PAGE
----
With the rise of home studios, many musicians can now write and compose what they need all on their own. If you have made that step and are creating complete songs and background music, you can sell it on stock audio or freelancing sites directly to the client. If you wish to promote yourself as an artist, then streaming platforms are the way to go. Just be sure the audio is produced to their standards.

And if you are that good at complete song production, you can also work for other musicians like a session artist. Not all musicians can produce their own work, if you are good with home studio technology and musical arrangements you will find a lot more potential for making money. Eventually you can even investigate getting out of your small studio and into a bigger brick and mortar location!

Music Engineering

Audio engineering is a different style of work then music production, in some cases not all engineers are necessarily musically talented. But if you happen to be a musician that has a knack for shaping audio, it is definitely a skill that can make you money. In fact, if you wish to sell your compositions on stock audio or streaming sites, you will have to either learn mixing and mastering or pay someone else for the service.

As you have seen, making money in music can involve wearing a lot of different hats and learning different skill sets. The more you can do as a musician, the better chance you have at making money. Of course, the argument can be made that being a jack of all trades means you are a master of none, but if you are a musician with bills to pay? Let folks argue, while you get paid!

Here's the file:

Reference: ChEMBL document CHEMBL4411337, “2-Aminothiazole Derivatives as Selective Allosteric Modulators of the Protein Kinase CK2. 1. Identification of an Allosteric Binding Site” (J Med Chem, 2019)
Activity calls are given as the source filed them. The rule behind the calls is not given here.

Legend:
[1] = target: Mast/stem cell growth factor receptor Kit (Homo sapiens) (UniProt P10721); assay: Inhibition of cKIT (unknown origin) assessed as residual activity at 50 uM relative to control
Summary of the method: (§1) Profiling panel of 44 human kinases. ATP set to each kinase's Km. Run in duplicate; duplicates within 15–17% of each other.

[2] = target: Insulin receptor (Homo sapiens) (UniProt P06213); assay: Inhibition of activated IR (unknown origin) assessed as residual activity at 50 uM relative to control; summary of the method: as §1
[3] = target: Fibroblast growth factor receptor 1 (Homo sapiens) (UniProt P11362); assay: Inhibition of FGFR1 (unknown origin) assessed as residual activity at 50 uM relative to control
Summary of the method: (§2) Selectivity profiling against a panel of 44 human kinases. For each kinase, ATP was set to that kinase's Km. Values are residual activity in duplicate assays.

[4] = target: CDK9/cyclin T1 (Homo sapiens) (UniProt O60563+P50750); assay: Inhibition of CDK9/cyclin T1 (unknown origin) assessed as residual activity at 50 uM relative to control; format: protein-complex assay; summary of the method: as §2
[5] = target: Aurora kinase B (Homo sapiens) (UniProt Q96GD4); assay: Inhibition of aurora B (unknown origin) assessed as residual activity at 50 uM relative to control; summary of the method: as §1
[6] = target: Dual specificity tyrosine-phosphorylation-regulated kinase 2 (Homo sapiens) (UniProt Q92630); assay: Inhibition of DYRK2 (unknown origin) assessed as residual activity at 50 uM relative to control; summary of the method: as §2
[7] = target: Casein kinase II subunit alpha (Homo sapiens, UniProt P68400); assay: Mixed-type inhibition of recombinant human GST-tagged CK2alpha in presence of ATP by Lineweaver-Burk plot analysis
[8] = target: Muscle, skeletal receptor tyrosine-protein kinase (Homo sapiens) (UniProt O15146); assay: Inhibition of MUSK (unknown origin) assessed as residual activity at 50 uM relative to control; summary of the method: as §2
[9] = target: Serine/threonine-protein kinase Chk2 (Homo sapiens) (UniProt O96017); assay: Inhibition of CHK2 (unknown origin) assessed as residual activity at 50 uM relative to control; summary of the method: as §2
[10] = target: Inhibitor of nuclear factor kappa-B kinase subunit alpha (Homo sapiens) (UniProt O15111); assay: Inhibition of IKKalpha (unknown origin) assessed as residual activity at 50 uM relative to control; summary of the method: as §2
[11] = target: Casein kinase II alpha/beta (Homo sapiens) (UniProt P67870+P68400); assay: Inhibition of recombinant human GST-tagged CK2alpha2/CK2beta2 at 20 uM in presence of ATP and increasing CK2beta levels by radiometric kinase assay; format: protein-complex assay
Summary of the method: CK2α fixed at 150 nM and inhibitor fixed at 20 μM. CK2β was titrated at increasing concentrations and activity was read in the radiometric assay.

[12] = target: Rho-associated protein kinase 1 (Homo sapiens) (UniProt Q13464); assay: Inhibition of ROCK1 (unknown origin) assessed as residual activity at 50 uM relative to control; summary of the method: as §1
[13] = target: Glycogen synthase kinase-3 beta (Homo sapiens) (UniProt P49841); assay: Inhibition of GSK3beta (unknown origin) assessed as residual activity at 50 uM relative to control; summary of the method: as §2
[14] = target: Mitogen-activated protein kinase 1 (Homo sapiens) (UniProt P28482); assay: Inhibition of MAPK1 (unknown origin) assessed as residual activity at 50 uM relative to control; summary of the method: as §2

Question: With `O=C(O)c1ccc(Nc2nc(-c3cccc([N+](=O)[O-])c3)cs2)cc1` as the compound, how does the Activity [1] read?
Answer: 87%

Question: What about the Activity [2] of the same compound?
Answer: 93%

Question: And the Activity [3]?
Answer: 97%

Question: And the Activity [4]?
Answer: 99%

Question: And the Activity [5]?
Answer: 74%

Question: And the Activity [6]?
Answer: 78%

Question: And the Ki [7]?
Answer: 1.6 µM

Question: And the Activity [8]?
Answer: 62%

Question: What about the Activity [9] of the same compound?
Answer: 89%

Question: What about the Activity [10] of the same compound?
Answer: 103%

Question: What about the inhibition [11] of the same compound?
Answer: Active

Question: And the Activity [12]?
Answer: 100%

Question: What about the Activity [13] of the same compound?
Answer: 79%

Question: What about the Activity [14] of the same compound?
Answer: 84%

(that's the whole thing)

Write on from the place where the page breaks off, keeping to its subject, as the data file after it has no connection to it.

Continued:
Teaching Guitar


And finally, there is teaching music, the most important job on this list! If we didn’t have music education none of us would be here looking to get paid for our talent. Without someone showing us how to play guitar chords and practice our guitar scales, we have no music. The best part about music education is that many people seek it out, so you have more students and clients than just other musicians!

If you do not have the proper certifications to teach in public school, you can always tutor at local music stores or promote your ads online. There are also many freelancing and teaching gig work sites that will allow you to find potential students. Besides students, these sites also have projects that include writing guides, lessons, and even articles for other musicians.

If you really want to make money with your music, you should try all these steps that you can. It will be a case of trial and error to see what works for your goals and what doesn’t. Search and join every streaming, gig, freelancing, stock audio, and educational platform that you can, there are always new places popping up with potential work. And most of all remember the golden rule to making money with your musical talent, be sure to get paid! Don’t work for free!


About the Author

Shawn Leonhardt is a writer for Guitar Tricks and 30 Day Singer. He has produced songs, written T-shirt slogans, and provided voiceovers. He specializes in teaching songwriting, lyrics, and music theory.